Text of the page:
Did the Obama Labor Department shoot itself in the foot?
The Labor Department addressed IRAs provided to workers through employers in a 1975 safe harbor.
As long as employers don’t contribute to the plans, employee participation is “completely voluntary,” and employers don’t endorse the plans or make money off them, IRAs provided through the workplace are not considered ERISA plans, meaning employers would not be subject to the law’s fiduciary obligations and private right of action.
But as California and other states began exploring state-administered IRA plans over the past decade, the 1975 safe harbor did not provide enough protection for prospective employers in state-administered plans, most of which sought to use automatic enrollment to encourage higher savings rates.
Under the 1975 guidance, auto-enrolling workers in IRAs fails the safe harbor’s “completely voluntary” requirement. Employers that auto-enroll workers—even in IRAs—establish ERISA plans.
To overcome that hurdle to state plans, the Obama Labor Department modified the 1975 safe harbor in 2016, allowing for automatic enrollment in IRAs so long as participants are allowed to opt out of the plans.
But in what may ultimately be a cruel twist of fate for advocates of state-administered retirement plans, that action could work for the plaintiffs in the CalSavers lawsuit, said DiCarlo and DeMatties.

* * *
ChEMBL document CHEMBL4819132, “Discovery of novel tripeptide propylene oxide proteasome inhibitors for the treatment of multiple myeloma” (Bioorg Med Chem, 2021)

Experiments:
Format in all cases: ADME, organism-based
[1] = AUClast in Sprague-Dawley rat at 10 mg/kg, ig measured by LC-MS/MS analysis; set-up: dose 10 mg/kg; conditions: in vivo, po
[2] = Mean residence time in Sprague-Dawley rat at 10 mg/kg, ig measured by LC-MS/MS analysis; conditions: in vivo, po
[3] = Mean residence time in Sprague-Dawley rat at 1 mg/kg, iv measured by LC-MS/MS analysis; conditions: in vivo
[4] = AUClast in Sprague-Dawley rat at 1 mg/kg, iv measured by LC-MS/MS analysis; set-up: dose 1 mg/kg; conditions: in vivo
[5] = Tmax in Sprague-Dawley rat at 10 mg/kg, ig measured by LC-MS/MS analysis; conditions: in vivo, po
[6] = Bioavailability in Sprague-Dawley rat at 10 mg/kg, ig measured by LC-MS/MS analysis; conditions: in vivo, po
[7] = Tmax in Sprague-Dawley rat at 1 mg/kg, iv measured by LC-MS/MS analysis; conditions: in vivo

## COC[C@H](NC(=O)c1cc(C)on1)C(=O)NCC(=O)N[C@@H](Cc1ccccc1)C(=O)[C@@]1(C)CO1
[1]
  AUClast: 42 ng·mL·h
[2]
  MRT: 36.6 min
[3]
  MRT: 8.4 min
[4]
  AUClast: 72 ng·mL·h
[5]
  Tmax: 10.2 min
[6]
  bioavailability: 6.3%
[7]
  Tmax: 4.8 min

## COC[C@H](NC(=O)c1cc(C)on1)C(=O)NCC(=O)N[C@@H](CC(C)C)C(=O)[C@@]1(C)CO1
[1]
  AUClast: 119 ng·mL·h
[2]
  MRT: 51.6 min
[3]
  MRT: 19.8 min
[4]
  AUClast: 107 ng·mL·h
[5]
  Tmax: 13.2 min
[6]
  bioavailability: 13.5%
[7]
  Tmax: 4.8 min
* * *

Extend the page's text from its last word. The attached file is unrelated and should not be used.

Last year, the Trump administration rolled back the Obama-era safe harbor under the Congressional Review Act. The original 1975 safe harbor remains on the books. By issuing the updated safe harbor in 2016, the Obama administration effectively conceded that employers establish ERISA plans when they auto-enroll workers into IRAs.
If the court finds the CalSavers plan to be an ERISA plan under the 1975 safe harbor, federal law could be seen as preempting California’s law.
“The original safe harbor is still there. By publishing the Obama-era safe harbor, Labor said the original safe harbor doesn’t accommodate automatic enrollment,” explained DeMatties. “It’s possible the plaintiffs have picked up on that.”
Court expected to focus on question of preemption, not the policy behind CalSavers
Behind the legal questions raised in the CalSavers suit, there are substantial policy issues relative to the roughly 39 million Americans who don’t have access to retirement savings plans. In California, 7 million workers are without access to savings plans.
The prospect of millions of Americans leaving the workforce without adequate savings has galvanized state treasurers’ support for auto-administered IRAs. Last year, 15 state treasurers, led by Utah’s David Damschen, a Republican, lobbied Congress to not roll back the Obama-era safe harbor. Treasurers from seven states that broke for President Trump in 2016 were among the group.